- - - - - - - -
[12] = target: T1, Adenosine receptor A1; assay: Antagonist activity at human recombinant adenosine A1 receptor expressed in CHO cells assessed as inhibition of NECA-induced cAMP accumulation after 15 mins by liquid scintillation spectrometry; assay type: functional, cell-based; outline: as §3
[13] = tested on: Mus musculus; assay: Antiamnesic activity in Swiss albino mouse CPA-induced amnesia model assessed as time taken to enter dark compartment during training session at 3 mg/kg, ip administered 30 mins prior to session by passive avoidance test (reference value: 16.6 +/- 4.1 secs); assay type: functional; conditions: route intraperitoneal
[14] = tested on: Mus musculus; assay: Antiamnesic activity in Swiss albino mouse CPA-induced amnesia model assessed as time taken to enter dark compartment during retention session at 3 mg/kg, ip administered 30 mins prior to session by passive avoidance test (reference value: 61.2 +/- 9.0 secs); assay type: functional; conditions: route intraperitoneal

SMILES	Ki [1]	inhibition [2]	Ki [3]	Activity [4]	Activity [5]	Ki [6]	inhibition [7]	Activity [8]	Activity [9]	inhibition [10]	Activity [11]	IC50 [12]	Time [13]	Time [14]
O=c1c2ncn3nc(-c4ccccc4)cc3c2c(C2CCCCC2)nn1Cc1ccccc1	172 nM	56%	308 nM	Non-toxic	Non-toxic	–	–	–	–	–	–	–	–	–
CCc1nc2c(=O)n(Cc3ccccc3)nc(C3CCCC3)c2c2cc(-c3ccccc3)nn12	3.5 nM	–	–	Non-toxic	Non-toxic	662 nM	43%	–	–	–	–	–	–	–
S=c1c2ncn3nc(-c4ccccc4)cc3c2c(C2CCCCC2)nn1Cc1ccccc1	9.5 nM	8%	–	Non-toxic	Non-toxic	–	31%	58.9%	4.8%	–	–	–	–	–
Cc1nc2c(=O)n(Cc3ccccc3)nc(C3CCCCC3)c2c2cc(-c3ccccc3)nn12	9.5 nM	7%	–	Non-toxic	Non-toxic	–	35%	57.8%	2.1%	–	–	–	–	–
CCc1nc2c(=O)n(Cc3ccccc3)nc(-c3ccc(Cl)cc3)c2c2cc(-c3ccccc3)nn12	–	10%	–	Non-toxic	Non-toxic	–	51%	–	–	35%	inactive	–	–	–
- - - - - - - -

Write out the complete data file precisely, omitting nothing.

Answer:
[12] = target: T1, Adenosine receptor A1; assay: Antagonist activity at human recombinant adenosine A1 receptor expressed in CHO cells assessed as inhibition of NECA-induced cAMP accumulation after 15 mins by liquid scintillation spectrometry; assay type: functional, cell-based; outline: as §3
[13] = tested on: Mus musculus; assay: Antiamnesic activity in Swiss albino mouse CPA-induced amnesia model assessed as time taken to enter dark compartment during training session at 3 mg/kg, ip administered 30 mins prior to session by passive avoidance test (reference value: 16.6 +/- 4.1 secs); assay type: functional; conditions: route intraperitoneal
[14] = tested on: Mus musculus; assay: Antiamnesic activity in Swiss albino mouse CPA-induced amnesia model assessed as time taken to enter dark compartment during retention session at 3 mg/kg, ip administered 30 mins prior to session by passive avoidance test (reference value: 61.2 +/- 9.0 secs); assay type: functional; conditions: route intraperitoneal

SMILES	Ki [1]	inhibition [2]	Ki [3]	Activity [4]	Activity [5]	Ki [6]	inhibition [7]	Activity [8]	Activity [9]	inhibition [10]	Activity [11]	IC50 [12]	Time [13]	Time [14]
O=c1c2ncn3nc(-c4ccccc4)cc3c2c(C2CCCCC2)nn1Cc1ccccc1	172 nM	56%	308 nM	Non-toxic	Non-toxic	–	–	–	–	–	–	–	–	–
CCc1nc2c(=O)n(Cc3ccccc3)nc(C3CCCC3)c2c2cc(-c3ccccc3)nn12	3.5 nM	–	–	Non-toxic	Non-toxic	662 nM	43%	–	–	–	–	–	–	–
S=c1c2ncn3nc(-c4ccccc4)cc3c2c(C2CCCCC2)nn1Cc1ccccc1	9.5 nM	8%	–	Non-toxic	Non-toxic	–	31%	58.9%	4.8%	–	–	–	–	–
Cc1nc2c(=O)n(Cc3ccccc3)nc(C3CCCCC3)c2c2cc(-c3ccccc3)nn12	9.5 nM	7%	–	Non-toxic	Non-toxic	–	35%	57.8%	2.1%	–	–	–	–	–
CCc1nc2c(=O)n(Cc3ccccc3)nc(-c3ccc(Cl)cc3)c2c2cc(-c3ccccc3)nn12	–	10%	–	Non-toxic	Non-toxic	–	51%	–	–	35%	inactive	–	–	–